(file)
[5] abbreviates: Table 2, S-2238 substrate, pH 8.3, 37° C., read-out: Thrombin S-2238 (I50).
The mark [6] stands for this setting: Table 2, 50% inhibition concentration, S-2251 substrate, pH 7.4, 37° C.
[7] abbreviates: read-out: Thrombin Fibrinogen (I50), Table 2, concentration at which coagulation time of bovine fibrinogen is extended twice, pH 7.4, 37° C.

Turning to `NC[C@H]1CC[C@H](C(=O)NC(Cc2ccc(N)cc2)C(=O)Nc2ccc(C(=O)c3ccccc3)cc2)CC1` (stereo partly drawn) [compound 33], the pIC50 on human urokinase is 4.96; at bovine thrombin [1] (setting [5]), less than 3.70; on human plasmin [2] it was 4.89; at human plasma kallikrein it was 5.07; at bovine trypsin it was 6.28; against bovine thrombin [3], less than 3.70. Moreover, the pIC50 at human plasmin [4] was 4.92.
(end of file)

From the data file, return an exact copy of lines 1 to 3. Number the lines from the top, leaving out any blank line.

[5] abbreviates: Table 2, S-2238 substrate, pH 8.3, 37° C., read-out: Thrombin S-2238 (I50).
The mark [6] stands for this setting: Table 2, 50% inhibition concentration, S-2251 substrate, pH 7.4, 37° C.
[7] abbreviates: read-out: Thrombin Fibrinogen (I50), Table 2, concentration at which coagulation time of bovine fibrinogen is extended twice, pH 7.4, 37° C.